JOHN ROBINSON (1575-1625): As the title set over the head of Christ crucified, was the same in Hebrew, Greek, and Latin, so are the Scriptures the same, whether in the original, or any other language into which they are faithfully translated. Yet, as the waters are most pure and sweet in the fountain, so are all writings, Divine and human, in their original tongues; it being impossible, but some either change, or defect, or redundancy will be found in the translation, either by default of the translator, or of the tongue, into which it is made.
The KJV TRANSLATORS (1611): We affirm and avow, that the very meanest translation of the Bible in English, set forth by men of our profession, containeth the Word of God, nay, is the Word of God. As the King’s speech, which he uttereth in Parliament, being translated into French, Dutch, Italian, and Latin, is still the King’s speech, though it be not interpreted by every Translator with the like grace, nor peradventure so fitly for phrase, nor so expressly for sense everywhere [yet] a man may be counted a virtuous man, though he have made many slips in his life (else, there were none virtuous, for in many things we offend all)―No cause therefore why the word translated should be denied to be the Word, or forbidden to be current, notwithstanding that some imperfections and blemishes may be noted.
MILES COVERDALE (1488-1568): The Holy Ghost is as much the Author of it in the Hebrew, Greek, French, Dutch, and English, as in Latin…The Word of God is of like worthiness and authority, in what language soever the Holy Ghost speaketh it.
ROBERT HALDANE (1764-1842): Inspiration belongs to the original writings. No one contends for any degree of “inspiration” in the transcribers in different ages. Accuracy in the copies they have made is, under the providence of God, by which He always perfectly attains His purposes, secured by the fidelity of those to whom the Scriptures have been committed—by the opposition of parties watching each other, as of Jews and Christians, and of various sects—and by the great multiplication of copies and translations into different languages, which took place so early.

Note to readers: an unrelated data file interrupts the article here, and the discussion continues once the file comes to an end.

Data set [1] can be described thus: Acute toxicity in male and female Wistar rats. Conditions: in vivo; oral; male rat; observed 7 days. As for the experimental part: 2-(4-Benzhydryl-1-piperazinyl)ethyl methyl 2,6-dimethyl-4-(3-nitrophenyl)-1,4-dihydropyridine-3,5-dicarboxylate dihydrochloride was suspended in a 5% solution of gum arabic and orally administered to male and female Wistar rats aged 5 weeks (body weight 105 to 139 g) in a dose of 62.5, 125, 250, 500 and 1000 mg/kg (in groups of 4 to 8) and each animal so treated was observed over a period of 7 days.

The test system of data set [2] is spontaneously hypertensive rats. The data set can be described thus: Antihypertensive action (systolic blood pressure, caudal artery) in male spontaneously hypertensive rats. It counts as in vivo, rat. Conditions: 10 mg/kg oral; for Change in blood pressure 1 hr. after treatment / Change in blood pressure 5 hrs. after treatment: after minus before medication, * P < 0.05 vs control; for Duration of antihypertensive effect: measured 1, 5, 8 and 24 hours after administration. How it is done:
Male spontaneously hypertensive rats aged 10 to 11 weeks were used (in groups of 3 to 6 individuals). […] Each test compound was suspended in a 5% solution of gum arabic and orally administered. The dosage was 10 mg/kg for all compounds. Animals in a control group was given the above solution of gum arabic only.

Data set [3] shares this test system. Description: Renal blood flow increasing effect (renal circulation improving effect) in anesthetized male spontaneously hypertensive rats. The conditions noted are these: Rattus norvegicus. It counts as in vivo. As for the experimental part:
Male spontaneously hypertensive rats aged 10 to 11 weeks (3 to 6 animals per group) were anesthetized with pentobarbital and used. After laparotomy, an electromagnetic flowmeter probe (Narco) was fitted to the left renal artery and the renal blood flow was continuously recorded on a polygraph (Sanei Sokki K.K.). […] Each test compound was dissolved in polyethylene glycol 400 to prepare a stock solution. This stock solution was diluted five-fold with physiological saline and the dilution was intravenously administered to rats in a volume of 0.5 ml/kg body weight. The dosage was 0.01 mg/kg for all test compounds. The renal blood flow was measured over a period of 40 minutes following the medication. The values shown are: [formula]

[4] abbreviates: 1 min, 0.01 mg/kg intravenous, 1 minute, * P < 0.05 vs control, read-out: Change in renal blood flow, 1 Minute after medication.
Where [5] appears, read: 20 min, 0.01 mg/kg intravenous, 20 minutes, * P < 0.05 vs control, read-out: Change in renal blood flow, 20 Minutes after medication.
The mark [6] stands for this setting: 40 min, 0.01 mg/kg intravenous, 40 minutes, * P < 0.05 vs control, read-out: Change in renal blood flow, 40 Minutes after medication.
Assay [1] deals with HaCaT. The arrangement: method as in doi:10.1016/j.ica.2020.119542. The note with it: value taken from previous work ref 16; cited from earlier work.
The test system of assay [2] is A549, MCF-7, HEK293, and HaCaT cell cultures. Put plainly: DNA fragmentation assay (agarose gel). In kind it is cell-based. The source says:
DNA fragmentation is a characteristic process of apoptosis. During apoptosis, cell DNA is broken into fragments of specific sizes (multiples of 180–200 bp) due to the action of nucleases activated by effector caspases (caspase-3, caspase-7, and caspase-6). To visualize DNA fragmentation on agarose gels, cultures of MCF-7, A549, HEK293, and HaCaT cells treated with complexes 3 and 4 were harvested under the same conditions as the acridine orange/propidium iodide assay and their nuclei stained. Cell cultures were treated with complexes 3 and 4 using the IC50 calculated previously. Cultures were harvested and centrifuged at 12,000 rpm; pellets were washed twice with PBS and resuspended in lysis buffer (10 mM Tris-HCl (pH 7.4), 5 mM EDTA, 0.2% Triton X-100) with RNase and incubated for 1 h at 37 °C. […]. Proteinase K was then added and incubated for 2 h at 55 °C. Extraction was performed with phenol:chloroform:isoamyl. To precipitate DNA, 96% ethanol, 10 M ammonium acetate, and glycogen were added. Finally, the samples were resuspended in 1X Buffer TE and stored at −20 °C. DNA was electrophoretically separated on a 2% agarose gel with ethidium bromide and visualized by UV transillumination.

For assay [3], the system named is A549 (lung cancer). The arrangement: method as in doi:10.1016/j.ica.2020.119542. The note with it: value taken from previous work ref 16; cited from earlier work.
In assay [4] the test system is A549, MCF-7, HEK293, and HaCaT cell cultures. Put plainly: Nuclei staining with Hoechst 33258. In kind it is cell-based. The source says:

C. H. MACKINTOSH: But the question is continually cropping up before us, “How can we be sure that we have, in our English Bible, the bona-fide revelation of God?”
CHARLES DOE (circa 1691): As [John] Bunyan was upon the road near Cambridge, there overtook him a scholar that had observed him [preaching], and said to him, “How dare you preach, seeing you have not the original, being not a scholar?”
Then said Mr. Bunyan, “Have you the original?”
“Yes,” said the scholar.
“Nay, but,” said Mr. Bunyan, “Have you the very self-same original copies that were written by the penmen of the scriptures, prophets and apostles?”
“No,” said the scholar, “But we have the true copies of those originals.”
“How do you know that?”
“How? Why, we believe what we have is a true copy of the original.”
“Then,” said Mr. Bunyan, “So do I believe our English Bible is a true copy of the original.”
JOHN LELAND (1754-1841): It is not reasonable to believe that the original copies of the Old and New Testaments are now in existence: the ravages of time have destroyed them. And, (whatever may be said of the superintendence in the transcriptions and translations of the Bible,) the highest claim any Jew or Gentile can boast, is, that he possesses a careful transcription or translation by uninspired scribes.
C. H. SPURGEON: Remember that our Bible is a blood stained Book; the blood of martyrs is on the Bible, the blood of translators and confessors. The doctrines which we preach to you are doctrines that have been baptized in blood; swords have been drawn to slay the confessors of them.…[We] are constrained to avow our firmest belief in the Verbal Inspiration of all Holy Scripture as originally given. To us, the Bible does not merely contain the Word of God, but is the Word of God. From beginning to end, we accept it, believe it, and continue to preach it. To us, the Old Testament is no less inspired than the New. The Book is an organic whole.
LORD SHAFTESBURY (1801-1885): Depend upon it, my friends, that there is no security whatever except in standing upon the faith of our fathers, and saying with them that the blessed Book is ‘God’s Word written,’ from the very first syllable down to the very last, and from the last back to the first.
J. H. MERLE d’AUBIGNÉ: This does not mean that translations of Holy Scripture are inspired, but that the Word of God, faithfully translated, always possesses a divine authority.